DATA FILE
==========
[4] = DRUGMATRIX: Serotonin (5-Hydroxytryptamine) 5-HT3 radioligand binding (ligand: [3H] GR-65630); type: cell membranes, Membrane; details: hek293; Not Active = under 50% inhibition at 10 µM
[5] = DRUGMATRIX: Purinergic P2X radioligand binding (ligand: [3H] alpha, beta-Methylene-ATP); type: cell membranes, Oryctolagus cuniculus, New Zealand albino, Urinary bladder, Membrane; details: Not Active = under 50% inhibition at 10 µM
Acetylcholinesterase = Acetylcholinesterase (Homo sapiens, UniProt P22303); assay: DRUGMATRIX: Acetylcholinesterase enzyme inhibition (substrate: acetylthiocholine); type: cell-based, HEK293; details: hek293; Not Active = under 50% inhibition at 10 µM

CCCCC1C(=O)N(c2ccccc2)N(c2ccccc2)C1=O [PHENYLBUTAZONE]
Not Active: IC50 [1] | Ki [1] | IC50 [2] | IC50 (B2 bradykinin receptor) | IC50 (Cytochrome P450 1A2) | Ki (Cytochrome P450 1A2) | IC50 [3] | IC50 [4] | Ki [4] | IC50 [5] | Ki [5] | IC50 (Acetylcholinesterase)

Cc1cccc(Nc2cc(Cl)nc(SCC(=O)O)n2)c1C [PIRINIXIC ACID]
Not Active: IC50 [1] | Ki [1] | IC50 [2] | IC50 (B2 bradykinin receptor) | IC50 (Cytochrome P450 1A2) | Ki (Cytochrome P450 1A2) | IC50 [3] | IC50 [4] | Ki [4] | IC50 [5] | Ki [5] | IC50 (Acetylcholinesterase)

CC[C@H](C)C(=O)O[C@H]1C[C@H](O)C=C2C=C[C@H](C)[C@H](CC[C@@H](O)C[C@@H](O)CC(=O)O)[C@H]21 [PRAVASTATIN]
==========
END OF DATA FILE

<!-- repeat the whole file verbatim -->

[4] = DRUGMATRIX: Serotonin (5-Hydroxytryptamine) 5-HT3 radioligand binding (ligand: [3H] GR-65630); type: cell membranes, Membrane; details: hek293; Not Active = under 50% inhibition at 10 µM
[5] = DRUGMATRIX: Purinergic P2X radioligand binding (ligand: [3H] alpha, beta-Methylene-ATP); type: cell membranes, Oryctolagus cuniculus, New Zealand albino, Urinary bladder, Membrane; details: Not Active = under 50% inhibition at 10 µM
Acetylcholinesterase = Acetylcholinesterase (Homo sapiens, UniProt P22303); assay: DRUGMATRIX: Acetylcholinesterase enzyme inhibition (substrate: acetylthiocholine); type: cell-based, HEK293; details: hek293; Not Active = under 50% inhibition at 10 µM

CCCCC1C(=O)N(c2ccccc2)N(c2ccccc2)C1=O [PHENYLBUTAZONE]
Not Active: IC50 [1] | Ki [1] | IC50 [2] | IC50 (B2 bradykinin receptor) | IC50 (Cytochrome P450 1A2) | Ki (Cytochrome P450 1A2) | IC50 [3] | IC50 [4] | Ki [4] | IC50 [5] | Ki [5] | IC50 (Acetylcholinesterase)

Cc1cccc(Nc2cc(Cl)nc(SCC(=O)O)n2)c1C [PIRINIXIC ACID]
Not Active: IC50 [1] | Ki [1] | IC50 [2] | IC50 (B2 bradykinin receptor) | IC50 (Cytochrome P450 1A2) | Ki (Cytochrome P450 1A2) | IC50 [3] | IC50 [4] | Ki [4] | IC50 [5] | Ki [5] | IC50 (Acetylcholinesterase)

CC[C@H](C)C(=O)O[C@H]1C[C@H](O)C=C2C=C[C@H](C)[C@H](CC[C@@H](O)C[C@@H](O)CC(=O)O)[C@H]21 [PRAVASTATIN]